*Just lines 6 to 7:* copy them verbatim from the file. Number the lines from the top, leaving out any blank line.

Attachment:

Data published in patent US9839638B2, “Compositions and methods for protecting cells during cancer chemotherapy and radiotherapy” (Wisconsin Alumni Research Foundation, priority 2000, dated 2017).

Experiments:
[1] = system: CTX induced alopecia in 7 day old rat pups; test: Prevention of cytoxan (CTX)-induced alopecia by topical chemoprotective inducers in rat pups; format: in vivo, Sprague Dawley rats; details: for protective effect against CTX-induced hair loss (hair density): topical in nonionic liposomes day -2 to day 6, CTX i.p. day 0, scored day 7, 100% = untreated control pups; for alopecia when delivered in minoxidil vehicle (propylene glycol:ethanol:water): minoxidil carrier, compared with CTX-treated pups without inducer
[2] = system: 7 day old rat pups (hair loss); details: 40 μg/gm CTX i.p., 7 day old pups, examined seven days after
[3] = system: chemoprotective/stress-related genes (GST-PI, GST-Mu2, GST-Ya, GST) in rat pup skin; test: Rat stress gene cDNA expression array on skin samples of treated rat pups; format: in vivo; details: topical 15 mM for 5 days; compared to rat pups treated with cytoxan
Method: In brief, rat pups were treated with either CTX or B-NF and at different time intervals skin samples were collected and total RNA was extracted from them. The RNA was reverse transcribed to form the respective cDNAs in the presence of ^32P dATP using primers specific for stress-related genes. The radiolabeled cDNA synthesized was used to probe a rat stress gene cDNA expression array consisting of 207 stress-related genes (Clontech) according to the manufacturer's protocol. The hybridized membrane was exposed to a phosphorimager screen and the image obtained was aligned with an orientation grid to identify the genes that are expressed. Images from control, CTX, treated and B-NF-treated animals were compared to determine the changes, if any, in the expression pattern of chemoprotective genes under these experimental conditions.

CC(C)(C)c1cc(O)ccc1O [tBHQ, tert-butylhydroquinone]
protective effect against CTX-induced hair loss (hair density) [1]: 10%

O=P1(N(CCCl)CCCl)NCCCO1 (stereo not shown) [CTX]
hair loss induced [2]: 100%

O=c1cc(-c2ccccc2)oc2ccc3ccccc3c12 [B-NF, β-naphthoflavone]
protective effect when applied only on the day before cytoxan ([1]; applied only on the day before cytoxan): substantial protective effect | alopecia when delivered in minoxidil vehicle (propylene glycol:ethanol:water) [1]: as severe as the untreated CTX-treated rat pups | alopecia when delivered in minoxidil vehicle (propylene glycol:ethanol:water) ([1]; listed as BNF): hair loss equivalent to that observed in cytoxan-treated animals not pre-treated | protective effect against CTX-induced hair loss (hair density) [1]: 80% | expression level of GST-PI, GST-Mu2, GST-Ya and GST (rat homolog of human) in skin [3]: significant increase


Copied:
Method: In brief, rat pups were treated with either CTX or B-NF and at different time intervals skin samples were collected and total RNA was extracted from them. The RNA was reverse transcribed to form the respective cDNAs in the presence of ^32P dATP using primers specific for stress-related genes. The radiolabeled cDNA synthesized was used to probe a rat stress gene cDNA expression array consisting of 207 stress-related genes (Clontech) according to the manufacturer's protocol. The hybridized membrane was exposed to a phosphorimager screen and the image obtained was aligned with an orientation grid to identify the genes that are expressed. Images from control, CTX, treated and B-NF-treated animals were compared to determine the changes, if any, in the expression pattern of chemoprotective genes under these experimental conditions.

CC(C)(C)c1cc(O)ccc1O [tBHQ, tert-butylhydroquinone]